Same thing when you're looking for players. I think if you can develop good relationships and build trust and be a good communicator that you can deal with anybody. But I'd say, look, when we were hiring a staff, there's a lot of people involved in that. So when we interviewed some of the defensive coordinators, Wink, there was seven or eight people involved in that on Zoom meetings asking questions. Jerome Henderson was involved in that. Bobby Johnson, guys that were already on the staff because I think it's important that not one person can -- for example -- that's all right. Yeah.
Q. To this point, what are the most significant thing or things that you've learned about Daniel?
BRIAN DABOLL: He wants to be good. He wants to be coached. I'd say he's tough on himself, which is good and bad for a quarterback, too, because you have to be able to move on to the next play rather quickly since you touch the ball on every play. Asks a lot of good questions. He's been out here on the field. He's improved since we've been here.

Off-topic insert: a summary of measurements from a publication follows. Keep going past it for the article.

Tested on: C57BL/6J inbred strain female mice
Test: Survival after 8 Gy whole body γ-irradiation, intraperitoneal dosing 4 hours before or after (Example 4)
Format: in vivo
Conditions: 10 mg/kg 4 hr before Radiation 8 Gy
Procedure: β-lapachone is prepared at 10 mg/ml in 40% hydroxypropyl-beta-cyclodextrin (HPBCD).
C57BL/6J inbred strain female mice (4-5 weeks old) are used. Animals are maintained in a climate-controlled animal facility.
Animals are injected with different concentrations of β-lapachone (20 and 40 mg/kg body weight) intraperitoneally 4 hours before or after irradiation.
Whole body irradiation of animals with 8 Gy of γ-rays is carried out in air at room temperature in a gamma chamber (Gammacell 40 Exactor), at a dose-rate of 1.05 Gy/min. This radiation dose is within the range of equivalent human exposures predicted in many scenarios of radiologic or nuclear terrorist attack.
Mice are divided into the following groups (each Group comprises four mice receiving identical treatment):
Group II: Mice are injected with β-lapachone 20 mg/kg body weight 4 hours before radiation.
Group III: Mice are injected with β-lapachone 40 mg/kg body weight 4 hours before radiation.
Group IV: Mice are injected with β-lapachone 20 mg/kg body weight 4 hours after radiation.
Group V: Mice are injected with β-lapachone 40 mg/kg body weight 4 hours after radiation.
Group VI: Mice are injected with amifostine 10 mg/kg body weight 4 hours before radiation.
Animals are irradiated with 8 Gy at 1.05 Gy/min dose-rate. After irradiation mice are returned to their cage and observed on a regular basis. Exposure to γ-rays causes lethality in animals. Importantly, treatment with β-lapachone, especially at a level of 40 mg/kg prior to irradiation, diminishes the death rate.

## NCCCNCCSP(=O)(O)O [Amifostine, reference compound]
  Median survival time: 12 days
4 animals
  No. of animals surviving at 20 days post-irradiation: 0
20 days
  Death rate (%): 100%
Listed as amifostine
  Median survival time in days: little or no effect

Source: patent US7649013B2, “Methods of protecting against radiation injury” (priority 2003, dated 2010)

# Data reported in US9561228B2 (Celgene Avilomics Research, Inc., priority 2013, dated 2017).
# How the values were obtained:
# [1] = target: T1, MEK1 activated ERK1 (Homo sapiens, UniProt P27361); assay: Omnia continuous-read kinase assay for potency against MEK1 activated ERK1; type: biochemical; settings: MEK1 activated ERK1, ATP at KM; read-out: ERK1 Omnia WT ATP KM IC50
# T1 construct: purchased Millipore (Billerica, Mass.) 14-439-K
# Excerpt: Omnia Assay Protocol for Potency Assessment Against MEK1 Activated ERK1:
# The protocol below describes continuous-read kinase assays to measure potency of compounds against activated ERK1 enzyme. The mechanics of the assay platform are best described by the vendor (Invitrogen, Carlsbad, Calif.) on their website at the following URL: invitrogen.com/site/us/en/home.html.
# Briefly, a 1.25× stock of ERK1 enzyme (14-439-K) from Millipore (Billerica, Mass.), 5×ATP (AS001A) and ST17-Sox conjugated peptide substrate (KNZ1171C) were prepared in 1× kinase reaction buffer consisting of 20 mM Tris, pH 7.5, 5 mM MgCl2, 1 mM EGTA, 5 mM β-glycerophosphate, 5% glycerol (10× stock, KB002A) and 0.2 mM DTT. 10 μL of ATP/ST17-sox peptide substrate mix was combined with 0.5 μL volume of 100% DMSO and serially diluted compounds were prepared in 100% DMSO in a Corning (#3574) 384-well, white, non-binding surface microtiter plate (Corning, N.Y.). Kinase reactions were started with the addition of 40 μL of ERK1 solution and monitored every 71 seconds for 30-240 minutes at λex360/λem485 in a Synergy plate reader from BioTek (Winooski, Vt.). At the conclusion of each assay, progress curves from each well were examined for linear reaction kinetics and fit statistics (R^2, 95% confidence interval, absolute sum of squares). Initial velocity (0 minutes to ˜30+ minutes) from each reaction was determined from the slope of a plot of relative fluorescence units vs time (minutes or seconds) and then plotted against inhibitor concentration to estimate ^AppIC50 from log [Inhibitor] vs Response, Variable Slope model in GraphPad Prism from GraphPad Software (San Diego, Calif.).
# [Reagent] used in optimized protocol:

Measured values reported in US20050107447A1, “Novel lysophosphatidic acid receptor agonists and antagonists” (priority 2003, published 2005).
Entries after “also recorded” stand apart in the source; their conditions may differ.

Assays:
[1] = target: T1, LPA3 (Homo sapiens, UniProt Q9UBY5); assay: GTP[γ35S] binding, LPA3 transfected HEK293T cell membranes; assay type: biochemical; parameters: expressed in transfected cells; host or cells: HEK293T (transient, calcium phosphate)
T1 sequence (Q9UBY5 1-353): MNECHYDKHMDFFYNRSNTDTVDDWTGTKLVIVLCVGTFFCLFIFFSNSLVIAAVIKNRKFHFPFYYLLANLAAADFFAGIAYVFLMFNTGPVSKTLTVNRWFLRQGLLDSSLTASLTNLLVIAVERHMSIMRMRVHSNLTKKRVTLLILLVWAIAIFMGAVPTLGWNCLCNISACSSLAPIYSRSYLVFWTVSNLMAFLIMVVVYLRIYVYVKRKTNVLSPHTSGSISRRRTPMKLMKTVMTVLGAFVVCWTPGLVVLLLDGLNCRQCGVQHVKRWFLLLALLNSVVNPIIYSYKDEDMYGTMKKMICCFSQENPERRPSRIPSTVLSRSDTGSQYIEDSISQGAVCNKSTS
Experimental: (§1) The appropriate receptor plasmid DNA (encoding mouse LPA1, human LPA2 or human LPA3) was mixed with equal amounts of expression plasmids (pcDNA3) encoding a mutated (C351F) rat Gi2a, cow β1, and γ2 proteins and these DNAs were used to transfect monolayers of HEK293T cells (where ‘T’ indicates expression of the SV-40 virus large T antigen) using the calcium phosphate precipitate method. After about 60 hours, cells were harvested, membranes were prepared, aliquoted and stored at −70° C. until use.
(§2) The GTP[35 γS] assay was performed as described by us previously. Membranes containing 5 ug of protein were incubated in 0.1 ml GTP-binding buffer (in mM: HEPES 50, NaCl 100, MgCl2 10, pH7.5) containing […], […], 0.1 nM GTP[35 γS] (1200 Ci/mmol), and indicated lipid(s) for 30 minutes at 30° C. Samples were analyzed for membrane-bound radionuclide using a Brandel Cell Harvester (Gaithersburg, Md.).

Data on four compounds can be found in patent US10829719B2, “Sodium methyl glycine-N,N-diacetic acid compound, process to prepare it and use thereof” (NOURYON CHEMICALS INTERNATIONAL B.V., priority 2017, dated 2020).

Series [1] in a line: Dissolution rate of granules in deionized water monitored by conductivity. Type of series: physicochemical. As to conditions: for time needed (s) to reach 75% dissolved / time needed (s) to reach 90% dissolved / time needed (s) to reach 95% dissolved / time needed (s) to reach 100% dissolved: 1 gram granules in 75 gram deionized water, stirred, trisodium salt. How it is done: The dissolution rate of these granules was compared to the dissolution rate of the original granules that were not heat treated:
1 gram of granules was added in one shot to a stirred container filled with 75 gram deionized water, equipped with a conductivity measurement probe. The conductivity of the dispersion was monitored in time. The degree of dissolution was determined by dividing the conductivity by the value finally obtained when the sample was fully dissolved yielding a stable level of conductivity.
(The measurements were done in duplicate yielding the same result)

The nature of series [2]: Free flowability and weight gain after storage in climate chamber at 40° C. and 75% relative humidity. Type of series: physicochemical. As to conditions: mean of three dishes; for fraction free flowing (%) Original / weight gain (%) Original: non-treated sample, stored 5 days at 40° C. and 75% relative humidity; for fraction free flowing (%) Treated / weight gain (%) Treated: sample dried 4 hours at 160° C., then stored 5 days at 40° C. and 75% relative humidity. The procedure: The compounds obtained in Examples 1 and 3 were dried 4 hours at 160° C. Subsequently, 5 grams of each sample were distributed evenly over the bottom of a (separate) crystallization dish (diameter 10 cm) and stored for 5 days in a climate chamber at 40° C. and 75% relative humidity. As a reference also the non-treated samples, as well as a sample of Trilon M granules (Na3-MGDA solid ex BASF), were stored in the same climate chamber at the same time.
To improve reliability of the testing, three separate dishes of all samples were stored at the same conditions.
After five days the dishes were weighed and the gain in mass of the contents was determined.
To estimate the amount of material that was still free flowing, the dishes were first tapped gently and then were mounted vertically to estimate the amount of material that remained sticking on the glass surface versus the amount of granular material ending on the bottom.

I'd say fundamentally, understanding what we want to try to do. Just try to bring out the best in him and I think he wants to be as good as he can be for this football team. Obviously, he's had a kind of up and down first few seasons. But it takes everybody. You see the growth of some of these young quarterbacks from year one to year two to year three to year four that have consistency in the system, add play-makers around them. The entire team, we've got to try to work toward that the best we can.
Q. Did you talk to him personally about the decision not to pick up his fifth year option?